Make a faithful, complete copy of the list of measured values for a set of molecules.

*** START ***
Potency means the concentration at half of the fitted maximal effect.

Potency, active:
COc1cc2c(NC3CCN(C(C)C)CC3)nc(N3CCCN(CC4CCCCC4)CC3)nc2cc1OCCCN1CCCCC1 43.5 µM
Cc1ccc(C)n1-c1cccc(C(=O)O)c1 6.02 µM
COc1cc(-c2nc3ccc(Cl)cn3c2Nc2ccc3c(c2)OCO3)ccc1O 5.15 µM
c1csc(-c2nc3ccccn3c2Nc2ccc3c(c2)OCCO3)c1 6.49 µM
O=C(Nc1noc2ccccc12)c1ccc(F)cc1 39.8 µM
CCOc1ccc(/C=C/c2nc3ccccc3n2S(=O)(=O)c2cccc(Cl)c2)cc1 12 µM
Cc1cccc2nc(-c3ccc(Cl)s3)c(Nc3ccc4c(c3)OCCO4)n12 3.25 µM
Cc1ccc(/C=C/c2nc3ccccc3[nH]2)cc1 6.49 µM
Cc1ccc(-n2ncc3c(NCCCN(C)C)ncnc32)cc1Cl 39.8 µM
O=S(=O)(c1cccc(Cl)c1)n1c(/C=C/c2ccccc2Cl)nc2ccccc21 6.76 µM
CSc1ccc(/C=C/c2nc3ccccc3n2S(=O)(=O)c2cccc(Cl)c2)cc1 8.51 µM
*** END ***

Potency means the concentration at half of the fitted maximal effect.

Potency, active:
COc1cc2c(NC3CCN(C(C)C)CC3)nc(N3CCCN(CC4CCCCC4)CC3)nc2cc1OCCCN1CCCCC1 43.5 µM
Cc1ccc(C)n1-c1cccc(C(=O)O)c1 6.02 µM
COc1cc(-c2nc3ccc(Cl)cn3c2Nc2ccc3c(c2)OCO3)ccc1O 5.15 µM
c1csc(-c2nc3ccccn3c2Nc2ccc3c(c2)OCCO3)c1 6.49 µM
O=C(Nc1noc2ccccc12)c1ccc(F)cc1 39.8 µM
CCOc1ccc(/C=C/c2nc3ccccc3n2S(=O)(=O)c2cccc(Cl)c2)cc1 12 µM
Cc1cccc2nc(-c3ccc(Cl)s3)c(Nc3ccc4c(c3)OCCO4)n12 3.25 µM
Cc1ccc(/C=C/c2nc3ccccc3[nH]2)cc1 6.49 µM
Cc1ccc(-n2ncc3c(NCCCN(C)C)ncnc32)cc1Cl 39.8 µM
O=S(=O)(c1cccc(Cl)c1)n1c(/C=C/c2ccccc2Cl)nc2ccccc21 6.76 µM
CSc1ccc(/C=C/c2nc3ccccc3n2S(=O)(=O)c2cccc(Cl)c2)cc1 8.51 µM